Woohoo, it’s another half of the year which means it’s time for another version of sp_BlitzCache®. The last version came out on June 18th, and it’s been about 4 months. In that time frame, you have requested some new features, and they’ve slowly trickled into sp_BlitzCache®.
If you don’t want to wait, head over to the download page and get yourself an sp_BlitzCache®!
In no particular order:
Raul Gonzalez pointed out that if you set all of the parameters to NULL, sp_BlitzCache® will fail. This happens by default when you script execution through SSMS. Why SSMS does this is beyond me, but there you have it. sp_BlitzCache® will now get really upset and fail to run with a nice error message if you set any of the following to null:
You guys are smart. I mean really smart. To help you keep being smart, I added a bunch of columns to expert mode. Ready?
- Compilation memory
- Compilation CPU time
- Compilation wall clock time
- Query hash and query plan hash
- Cached plan size
- Serial desired and required memory
sp_BlitzCache® used to pull back a lot of data by default. I mean… a lot of data. This could cause execution time to go through the roof on busy systems and systems with big plans. The default value for
@top has been reduced to 10. You can still set it back to whatever you want, but just know that you can change it back to the way it was before.
There’s also an option to
@skip_analysis. This bypasses the XML shredding that goes on in the execution plans. When you skip the XML analysis, you won’t find out if you have plan warnings or missing indexes, but your executions of sp_BlitzCache® will be much faster and you’ll use less CPU. Use this on heavily resource constrained systems.
Speaking of XML – The XML checks were re-written to be smarter and require less CPU time. We still have to scan the CPU, but I’ve re-written the XQuery in ways that shouldn’t need anywhere near as much CPU time as it used to. The upside is that this also makes it easier to add more checks to sp_BlitzCache®.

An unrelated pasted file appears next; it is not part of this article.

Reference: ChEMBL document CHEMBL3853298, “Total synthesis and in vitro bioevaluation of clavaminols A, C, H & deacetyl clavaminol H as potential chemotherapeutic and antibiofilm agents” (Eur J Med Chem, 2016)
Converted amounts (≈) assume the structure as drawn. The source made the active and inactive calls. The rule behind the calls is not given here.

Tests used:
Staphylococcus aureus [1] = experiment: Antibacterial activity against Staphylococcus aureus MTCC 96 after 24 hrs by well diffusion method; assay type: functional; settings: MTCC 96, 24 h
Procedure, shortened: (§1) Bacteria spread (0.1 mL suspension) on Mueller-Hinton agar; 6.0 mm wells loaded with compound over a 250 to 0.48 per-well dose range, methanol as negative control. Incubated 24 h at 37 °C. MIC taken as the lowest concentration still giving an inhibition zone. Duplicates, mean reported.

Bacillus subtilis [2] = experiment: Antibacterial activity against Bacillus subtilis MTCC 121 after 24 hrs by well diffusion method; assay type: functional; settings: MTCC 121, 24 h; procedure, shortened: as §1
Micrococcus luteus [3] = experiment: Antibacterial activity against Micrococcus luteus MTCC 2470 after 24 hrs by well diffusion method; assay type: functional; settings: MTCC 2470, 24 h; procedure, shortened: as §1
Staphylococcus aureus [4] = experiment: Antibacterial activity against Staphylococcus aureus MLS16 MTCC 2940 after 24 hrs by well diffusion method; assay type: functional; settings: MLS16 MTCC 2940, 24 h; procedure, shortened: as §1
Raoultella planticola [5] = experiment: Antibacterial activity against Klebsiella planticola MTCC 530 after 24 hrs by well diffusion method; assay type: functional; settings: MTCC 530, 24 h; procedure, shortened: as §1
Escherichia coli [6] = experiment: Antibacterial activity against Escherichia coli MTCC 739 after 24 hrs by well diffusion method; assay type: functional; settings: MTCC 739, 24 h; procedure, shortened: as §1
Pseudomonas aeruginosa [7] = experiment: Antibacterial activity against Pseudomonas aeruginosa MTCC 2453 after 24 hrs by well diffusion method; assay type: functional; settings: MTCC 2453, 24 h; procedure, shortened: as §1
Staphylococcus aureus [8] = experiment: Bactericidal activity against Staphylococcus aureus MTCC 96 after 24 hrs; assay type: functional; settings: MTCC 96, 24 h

There are two big changes to how results are sorted. One for speed and one for functionality.
An additional sort order option has been added for recent compilation. If you want to sort by recent compiles, just run EXEC sp_BlitzCache @sort_order = ‘compiles’
Some sort orders have always been slow (I’m looking at you “executions per minute”). New changes have pushed the sort earlier int he query and, in testing, these changes make performance faster, especially on busy systems.
Making Big Numbers Smaller
There was a potential for the totals temporary table to have integer overflows. I fixed that.
Basically, there was a significant chance that you might run into problems where you’ve burned through more than 600 hours of CPU time (that’s 2,147,483,647 milliseconds BTW). To help you avoid errors when you’re actually using your CPUs, I added a bunch of math to make numbers smaller. No, really, that’s about all that I did.